Friday, August 29, 2014
Inquirer Daily News

Face forward

Because the job market seems to be improving, at least somewhat, it's probably time to dust off some advice about how to get a job. Here are some tried and true and practical tips from Robert Half International, a recruiting firm.

Face forward

Because the job market seems to be improving, at least somewhat, it's probably time to dust off some advice about how to get a job. Here are some tried and true and practical tips from Robert Half International, a recruiting firm. These are particularly aimed at recent grads trying for their first jobs.

  1. Put on your best “face”: Don’t publicly post anything that would appear unprofessional to a hiring manager or recruiter on sites such as Facebook or Twitter. Use your privacy settings when posting personal information.
  2. Think big: Spread the word about your job hunt to everyone you know. Take advantage of professional networking websites such as LinkedIn, and work with staffing firms that specialize in your field.
  3. Start now:  Don’t postpone your job search. Instead, start looking for work as soon as possible.  Also, spend your time productively during the search: Employers will ask what you have been doing while unemployed.  Seeking out additional training, temporary work and pro bono projects shows initiative.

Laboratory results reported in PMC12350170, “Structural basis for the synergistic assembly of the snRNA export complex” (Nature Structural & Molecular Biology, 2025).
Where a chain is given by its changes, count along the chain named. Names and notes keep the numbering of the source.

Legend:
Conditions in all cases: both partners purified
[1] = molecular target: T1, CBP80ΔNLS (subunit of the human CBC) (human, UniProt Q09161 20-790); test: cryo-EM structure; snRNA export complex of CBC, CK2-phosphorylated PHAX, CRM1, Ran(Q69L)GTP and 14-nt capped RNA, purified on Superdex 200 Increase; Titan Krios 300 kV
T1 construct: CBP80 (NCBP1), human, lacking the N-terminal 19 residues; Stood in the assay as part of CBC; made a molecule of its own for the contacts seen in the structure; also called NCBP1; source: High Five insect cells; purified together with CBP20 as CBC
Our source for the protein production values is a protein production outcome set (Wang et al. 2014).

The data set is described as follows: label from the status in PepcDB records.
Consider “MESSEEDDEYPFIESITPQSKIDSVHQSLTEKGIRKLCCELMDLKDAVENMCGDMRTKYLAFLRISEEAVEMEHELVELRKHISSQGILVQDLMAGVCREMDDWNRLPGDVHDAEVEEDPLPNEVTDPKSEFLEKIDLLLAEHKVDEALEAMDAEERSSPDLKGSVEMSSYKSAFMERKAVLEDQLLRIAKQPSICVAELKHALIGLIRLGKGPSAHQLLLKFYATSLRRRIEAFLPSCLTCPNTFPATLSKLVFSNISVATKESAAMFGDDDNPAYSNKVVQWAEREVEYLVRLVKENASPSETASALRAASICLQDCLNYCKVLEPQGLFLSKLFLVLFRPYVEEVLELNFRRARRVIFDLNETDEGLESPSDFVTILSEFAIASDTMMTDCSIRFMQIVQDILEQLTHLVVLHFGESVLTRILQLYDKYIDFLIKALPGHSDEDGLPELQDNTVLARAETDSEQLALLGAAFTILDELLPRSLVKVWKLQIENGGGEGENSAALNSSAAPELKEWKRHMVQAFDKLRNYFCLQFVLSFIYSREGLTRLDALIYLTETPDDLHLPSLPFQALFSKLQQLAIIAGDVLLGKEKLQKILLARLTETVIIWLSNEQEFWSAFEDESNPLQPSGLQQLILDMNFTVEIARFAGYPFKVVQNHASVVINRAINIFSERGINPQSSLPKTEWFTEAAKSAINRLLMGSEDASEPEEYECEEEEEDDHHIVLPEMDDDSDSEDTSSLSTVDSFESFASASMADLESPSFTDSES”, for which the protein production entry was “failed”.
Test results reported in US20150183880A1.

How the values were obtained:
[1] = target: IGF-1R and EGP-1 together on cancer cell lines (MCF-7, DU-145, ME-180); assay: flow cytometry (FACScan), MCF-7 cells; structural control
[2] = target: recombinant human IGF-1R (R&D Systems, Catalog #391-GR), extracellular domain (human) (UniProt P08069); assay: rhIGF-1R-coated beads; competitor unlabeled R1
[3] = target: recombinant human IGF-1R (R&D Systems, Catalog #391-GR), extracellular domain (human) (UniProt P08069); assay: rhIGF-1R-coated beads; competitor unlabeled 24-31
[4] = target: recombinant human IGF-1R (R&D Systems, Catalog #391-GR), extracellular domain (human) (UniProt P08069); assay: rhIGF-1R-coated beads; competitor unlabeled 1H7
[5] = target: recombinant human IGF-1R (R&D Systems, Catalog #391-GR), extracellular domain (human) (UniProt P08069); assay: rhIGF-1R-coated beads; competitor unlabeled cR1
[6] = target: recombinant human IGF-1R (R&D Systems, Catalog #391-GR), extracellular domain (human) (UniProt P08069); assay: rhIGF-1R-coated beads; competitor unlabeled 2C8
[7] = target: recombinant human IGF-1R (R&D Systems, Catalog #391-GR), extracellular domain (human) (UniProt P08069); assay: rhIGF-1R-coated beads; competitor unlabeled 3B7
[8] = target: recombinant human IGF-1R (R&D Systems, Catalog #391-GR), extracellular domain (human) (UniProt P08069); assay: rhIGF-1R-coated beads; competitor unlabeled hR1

4. Tailor to the opportunity: Customize each resume and cover letter to the particular job opening, and obtain the name of the hiring manager so you can personalize your cover letter.
  5. Sweat the small stuff: Make sure your resume and cover letter, and any additional communications during the job search, are error-free. Be vigilant about spelling, grammar and punctuation in all written communication, including thank-you notes.
  6. Make the first impression a good one: Keep voice-mail greetings clear, professional and succinct. Also, avoid using off-color or overly cute e-mail addresses.
  7. Ask for the job: If an interview has gone well, consider proposing that you assume the position on a trial basis. Cautious employers may be more inclined to hire you if you both can test the waters before a full-time offer is extended. 
Jane M. Von Bergen Inquirer Staff Writer
About this blog

Jobbing covers the workplace – employment, unemployment, management, unions, legal issues, labor economics, benefits, work-life balance, workforce development, trends and profiles.

Jane M. Von Bergen writes about workplace issues for the Inquirer.

Married to a photographer she met at her college newspaper, Von Bergen has been a reporter since fourth grade, covering education, government, retailing, courts, marketing and business. “I love the specific detail that tells the story,” she says.

Reach Jane M. at jvonbergen@phillynews.com.

Jane M. Von Bergen Inquirer Staff Writer
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